5.1. Gauge Properties of the metric-Ricci Lagrangian and
Hamiltonian Action Principles
An interesting issue concerns the characteristic gauge properties of all the synchronous Lagrangian and Hamiltonian action principles given above, i.e., in particular, the metric-Ricci synchronous Lagrangian and Hamiltonian action principles (A9) and (65), together with its Hamiltonian counterpart (A9). Here, we refer in particular to the additive gauge properties fulfilled by the variational metric-Ricci Lagrangian (59) and the modified variational metric-Ricci Lagrangian (78). The first property is achieved noting that a general gauge transformation is provided by
which holds for an arbitrary scalar real field of the form . Furthermore, if is an arbitrary smooth vector field, then it determines a gauge function. In fact, one can show that in the functional settings (A4) and (A5), the map
realizes a gauge transformation. This includes the particular cases in which and .
The interesting implication is, therefore, that a necessary condition for the invariance with respect to the previous gauge transformation properties (which are all characteristic of flat-space-time classical field theory) is the variational Lagrangian to be a scalar. In turn this means that, under the same condition, the adoption of a synchronous variational principle for GR is required. The synchronous variational principle (79), therefore, is characterized by unique characteristic gauge properties.
5.2. Discussion and Comparisons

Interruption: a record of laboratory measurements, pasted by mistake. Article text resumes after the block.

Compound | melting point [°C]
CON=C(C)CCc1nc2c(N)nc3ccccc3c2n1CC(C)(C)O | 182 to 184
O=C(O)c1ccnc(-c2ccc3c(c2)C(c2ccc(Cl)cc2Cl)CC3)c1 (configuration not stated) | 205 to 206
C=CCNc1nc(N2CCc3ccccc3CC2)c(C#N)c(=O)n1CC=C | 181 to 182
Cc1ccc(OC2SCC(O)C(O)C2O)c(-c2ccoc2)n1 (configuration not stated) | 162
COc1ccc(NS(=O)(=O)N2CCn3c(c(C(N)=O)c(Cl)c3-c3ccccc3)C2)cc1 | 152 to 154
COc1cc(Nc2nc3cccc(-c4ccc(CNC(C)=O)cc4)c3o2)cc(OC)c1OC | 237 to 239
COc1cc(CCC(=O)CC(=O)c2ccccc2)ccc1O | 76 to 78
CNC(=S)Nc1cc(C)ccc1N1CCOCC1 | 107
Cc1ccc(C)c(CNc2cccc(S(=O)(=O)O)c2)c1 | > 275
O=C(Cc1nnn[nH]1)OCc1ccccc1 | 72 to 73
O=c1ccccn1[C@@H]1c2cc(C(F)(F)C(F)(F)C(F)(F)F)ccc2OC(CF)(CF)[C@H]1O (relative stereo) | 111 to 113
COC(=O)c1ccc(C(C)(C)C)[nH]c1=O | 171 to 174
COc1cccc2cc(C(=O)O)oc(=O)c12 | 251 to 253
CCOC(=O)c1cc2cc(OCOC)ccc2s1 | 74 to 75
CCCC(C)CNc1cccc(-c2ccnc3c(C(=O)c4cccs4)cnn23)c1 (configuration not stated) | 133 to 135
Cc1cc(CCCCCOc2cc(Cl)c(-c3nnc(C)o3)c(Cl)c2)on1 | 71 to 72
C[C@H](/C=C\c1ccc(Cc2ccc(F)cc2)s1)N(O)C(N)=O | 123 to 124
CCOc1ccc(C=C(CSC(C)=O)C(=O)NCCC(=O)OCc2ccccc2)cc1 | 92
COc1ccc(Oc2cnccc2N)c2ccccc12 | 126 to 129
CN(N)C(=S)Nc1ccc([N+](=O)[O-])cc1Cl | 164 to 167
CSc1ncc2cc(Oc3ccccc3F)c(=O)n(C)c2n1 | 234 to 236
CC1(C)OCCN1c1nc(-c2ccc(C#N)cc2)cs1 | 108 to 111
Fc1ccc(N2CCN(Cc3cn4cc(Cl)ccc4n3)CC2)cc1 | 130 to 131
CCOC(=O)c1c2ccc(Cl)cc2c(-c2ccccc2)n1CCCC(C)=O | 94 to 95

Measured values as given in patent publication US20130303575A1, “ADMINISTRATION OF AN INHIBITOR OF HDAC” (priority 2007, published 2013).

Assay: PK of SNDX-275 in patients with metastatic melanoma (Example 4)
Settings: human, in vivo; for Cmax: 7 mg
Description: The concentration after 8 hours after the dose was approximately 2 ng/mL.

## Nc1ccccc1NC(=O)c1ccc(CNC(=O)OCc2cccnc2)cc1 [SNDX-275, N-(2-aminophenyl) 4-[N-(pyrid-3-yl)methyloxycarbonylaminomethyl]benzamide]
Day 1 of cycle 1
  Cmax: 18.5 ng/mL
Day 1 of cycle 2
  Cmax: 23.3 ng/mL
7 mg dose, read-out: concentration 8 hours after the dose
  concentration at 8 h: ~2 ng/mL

An interesting comparison can be made with some of the literature approaches which have some apparent similarity with the present treatment. These include, in particular, approaches ‘a la Palatini’, based typically on the adoption of an asynchronous variational principle as the original EH-action principle . However, unlike in the asynchronous functional setting considered above, these involve dropping any a priori relationship between the metric tensor and the connections and considering them as independent geometric quantities  while at the same time retaining the relationship between the same connections and the Ricci tensor. In practice, this means that in the resulting action functional, the metric tensor and the connections now denoted are treated as independent variational quantities, while the Riemann and/or the Ricci tensors are considered prescribed or expressed in terms of the same . We stress that an analogous approach is developed in Ref. , where the Riemann tensor, and hence the Ricci tensor as well, is assumed prescribed in terms of the same independent connections . Such a setting is therefore substantially different from the metric-Ricci one considered in this Section, with the Ricci tensor to be considered variational and independent of the standard connections . Most importantly, all ‘a la Palatini’ approaches violate the principle of manifest covariance because the variational connections are not tensors. This is the primary motivation of our choice of considering them prescribed in terms of the background metric tensor.